Dengue outbreak: Triple surge in cases challenges Thai healthcare system in first half year

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A shocking surge in dengue patients has been recorded in the first half of this year, with numbers almost triple that of the same period last year, according to the Department of Disease Control (DDC). The dengue outbreak continues to challenge the healthcare system, as the number of infected individuals soars.

From January 1 to June 28, 27,377 dengue cases were identified, marking a near tripling of the numbers from the corresponding period the previous year. Furthermore, the DDC reported that 33 patients tragically lost their lives in these cases due to the severe dengue outbreak.

Dengue fever spread through the bites of infected Aedes-species mosquitoes continues to pose a significant public health issue. The DDC reported a notably steep rise in cases last month, with between 1,500 and 2,400 new patients diagnosed with dengue weekly. Shockingly, one to three deaths were reported weekly due to the viral infection.

The majority of these patients are young, between five and 14 years old, while the second most affected group of the dengue outbreak is in the age range of 15 to 24 years. Geographic data suggests that the South is the most affected region, closely followed by Bangkok and the Central Plains provinces, reported Bangkok Post.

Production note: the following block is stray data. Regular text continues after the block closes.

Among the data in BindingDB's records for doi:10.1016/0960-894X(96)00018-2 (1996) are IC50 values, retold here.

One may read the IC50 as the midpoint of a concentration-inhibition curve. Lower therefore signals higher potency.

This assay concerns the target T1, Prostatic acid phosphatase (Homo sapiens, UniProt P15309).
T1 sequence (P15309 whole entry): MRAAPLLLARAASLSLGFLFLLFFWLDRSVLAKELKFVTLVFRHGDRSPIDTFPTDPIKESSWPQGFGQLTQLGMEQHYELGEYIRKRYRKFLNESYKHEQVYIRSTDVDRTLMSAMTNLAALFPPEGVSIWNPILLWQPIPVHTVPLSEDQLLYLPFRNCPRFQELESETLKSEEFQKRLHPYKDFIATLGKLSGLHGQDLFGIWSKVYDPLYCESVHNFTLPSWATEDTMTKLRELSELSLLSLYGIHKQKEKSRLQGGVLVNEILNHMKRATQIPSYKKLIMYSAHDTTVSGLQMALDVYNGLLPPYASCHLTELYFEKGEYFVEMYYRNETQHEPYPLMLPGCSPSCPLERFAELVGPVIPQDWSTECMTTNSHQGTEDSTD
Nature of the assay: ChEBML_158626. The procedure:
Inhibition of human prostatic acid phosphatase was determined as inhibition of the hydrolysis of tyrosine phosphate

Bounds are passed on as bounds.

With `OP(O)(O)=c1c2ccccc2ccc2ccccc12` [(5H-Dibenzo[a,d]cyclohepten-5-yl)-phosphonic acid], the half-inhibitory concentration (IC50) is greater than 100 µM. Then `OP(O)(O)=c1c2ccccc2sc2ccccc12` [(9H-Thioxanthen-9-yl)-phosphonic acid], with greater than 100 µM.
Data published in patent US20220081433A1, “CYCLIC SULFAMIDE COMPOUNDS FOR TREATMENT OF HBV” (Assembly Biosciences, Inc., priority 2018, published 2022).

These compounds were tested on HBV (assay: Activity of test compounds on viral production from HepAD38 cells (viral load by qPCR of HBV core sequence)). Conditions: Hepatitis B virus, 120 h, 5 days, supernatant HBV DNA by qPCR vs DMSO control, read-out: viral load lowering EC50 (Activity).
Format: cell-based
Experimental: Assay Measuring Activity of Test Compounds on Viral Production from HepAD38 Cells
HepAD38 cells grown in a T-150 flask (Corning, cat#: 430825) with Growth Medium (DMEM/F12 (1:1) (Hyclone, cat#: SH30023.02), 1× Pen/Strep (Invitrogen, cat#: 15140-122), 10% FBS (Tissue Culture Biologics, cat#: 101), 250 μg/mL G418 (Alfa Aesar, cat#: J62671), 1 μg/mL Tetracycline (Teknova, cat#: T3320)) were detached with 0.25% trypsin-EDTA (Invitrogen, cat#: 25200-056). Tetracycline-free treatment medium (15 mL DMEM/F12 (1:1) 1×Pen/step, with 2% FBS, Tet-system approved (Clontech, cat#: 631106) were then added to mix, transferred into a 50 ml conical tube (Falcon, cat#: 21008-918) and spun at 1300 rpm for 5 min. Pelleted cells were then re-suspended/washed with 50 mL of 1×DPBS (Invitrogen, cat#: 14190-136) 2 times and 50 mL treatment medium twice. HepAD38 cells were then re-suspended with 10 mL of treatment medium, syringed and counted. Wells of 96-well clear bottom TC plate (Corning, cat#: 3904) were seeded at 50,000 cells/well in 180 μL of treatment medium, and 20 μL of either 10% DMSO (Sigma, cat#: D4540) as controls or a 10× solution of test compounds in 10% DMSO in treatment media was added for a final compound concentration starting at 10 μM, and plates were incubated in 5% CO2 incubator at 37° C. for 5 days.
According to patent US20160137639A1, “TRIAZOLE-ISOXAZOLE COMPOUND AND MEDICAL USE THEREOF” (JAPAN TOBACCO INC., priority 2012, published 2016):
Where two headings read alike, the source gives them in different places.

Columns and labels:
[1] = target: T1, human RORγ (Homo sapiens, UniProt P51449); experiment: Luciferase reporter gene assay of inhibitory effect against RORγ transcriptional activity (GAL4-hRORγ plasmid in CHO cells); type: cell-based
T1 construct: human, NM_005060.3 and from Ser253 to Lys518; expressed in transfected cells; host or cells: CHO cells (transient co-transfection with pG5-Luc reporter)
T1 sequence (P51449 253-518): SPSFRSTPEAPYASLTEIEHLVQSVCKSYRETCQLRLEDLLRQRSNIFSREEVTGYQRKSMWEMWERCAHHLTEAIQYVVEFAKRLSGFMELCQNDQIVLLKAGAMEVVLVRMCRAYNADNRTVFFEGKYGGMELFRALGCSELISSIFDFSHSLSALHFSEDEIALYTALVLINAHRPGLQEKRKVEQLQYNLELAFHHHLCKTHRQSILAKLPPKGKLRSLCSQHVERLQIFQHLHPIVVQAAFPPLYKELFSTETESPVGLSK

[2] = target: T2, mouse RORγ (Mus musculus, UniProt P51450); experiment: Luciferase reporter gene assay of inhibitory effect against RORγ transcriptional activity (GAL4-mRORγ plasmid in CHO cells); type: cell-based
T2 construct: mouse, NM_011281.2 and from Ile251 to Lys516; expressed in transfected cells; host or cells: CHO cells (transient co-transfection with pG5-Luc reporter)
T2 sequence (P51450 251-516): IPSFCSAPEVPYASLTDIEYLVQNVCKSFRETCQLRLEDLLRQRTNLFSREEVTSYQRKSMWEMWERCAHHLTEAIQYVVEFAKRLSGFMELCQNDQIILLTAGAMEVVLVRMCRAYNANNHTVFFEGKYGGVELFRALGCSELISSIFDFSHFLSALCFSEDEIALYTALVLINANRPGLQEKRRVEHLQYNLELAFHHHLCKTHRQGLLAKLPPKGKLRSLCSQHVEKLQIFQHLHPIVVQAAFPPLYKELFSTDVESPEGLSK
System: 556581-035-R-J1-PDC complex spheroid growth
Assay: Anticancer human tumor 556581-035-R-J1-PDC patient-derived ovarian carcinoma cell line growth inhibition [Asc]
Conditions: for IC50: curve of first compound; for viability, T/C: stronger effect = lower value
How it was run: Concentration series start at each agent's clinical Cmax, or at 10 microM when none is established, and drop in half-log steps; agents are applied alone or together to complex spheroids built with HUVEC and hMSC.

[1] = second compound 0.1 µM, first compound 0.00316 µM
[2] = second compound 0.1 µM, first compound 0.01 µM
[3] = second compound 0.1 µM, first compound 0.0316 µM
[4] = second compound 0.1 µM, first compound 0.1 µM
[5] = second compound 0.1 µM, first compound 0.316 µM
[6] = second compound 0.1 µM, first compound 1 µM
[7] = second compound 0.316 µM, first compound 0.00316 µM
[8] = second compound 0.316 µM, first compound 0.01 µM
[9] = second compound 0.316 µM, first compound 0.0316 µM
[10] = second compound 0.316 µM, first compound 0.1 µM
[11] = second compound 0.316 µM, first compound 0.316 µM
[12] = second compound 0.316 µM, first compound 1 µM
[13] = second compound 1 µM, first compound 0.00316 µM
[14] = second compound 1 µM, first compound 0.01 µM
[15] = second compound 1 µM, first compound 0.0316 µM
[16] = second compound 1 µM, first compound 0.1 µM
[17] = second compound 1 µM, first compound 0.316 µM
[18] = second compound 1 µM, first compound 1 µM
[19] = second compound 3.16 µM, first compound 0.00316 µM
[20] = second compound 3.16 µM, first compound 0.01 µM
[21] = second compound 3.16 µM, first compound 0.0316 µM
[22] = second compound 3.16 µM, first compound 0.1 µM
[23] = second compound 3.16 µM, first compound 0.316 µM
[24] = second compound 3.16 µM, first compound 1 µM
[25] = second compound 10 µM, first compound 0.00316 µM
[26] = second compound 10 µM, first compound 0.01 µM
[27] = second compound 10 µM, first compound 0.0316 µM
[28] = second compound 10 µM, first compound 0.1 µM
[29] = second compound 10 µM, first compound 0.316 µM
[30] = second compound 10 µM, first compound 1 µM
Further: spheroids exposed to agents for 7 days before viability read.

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Widespread concern over this public health crisis is shared by medical professionals, including Dr Thira Woratanarat, an associate professor at the Department of Preventive and Social Medicine, Faculty of Medicine, Chulalongkorn University. From his expert perspective, an urgent warning against the common practice of casually using aspirin to treat fevers is required due to the associated dangers.

To elaborate, if the fever proves to be a symptom of a dengue virus infection, aspirin’s propensity to increase the risk of developing Reye’s Syndrome, a severe disorder damaging all organs though predominantly the brain and liver, comes into play. This results in an acute increase of pressure inside the patient’s brain and often causes significant fat accumulations in the liver, amongst other organs.

Thailand News

Mitch Connor

Mitch is a Bangkok resident, having relocated from Southern California, via Florida in 2022. He studied journalism before dropping out of college to teach English in South America. After returning to the US, he spent 4 years working for various online publishers before moving to Thailand.

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